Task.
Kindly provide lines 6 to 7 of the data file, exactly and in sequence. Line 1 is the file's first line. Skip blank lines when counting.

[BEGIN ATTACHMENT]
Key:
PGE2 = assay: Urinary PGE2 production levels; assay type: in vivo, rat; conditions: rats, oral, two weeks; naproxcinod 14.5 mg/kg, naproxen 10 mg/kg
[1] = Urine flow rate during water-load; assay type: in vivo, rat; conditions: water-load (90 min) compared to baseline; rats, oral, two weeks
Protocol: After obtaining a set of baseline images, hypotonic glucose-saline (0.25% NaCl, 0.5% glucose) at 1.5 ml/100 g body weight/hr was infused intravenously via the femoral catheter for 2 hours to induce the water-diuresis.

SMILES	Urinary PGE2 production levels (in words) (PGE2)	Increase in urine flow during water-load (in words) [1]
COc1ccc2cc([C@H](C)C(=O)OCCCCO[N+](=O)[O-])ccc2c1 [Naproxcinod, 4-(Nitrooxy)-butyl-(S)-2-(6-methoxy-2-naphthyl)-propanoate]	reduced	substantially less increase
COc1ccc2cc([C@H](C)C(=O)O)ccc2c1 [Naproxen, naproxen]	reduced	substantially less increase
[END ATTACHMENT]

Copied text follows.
COc1ccc2cc([C@H](C)C(=O)OCCCCO[N+](=O)[O-])ccc2c1 [Naproxcinod, 4-(Nitrooxy)-butyl-(S)-2-(6-methoxy-2-naphthyl)-propanoate]	reduced	substantially less increase
COc1ccc2cc([C@H](C)C(=O)O)ccc2c1 [Naproxen, naproxen]	reduced	substantially less increase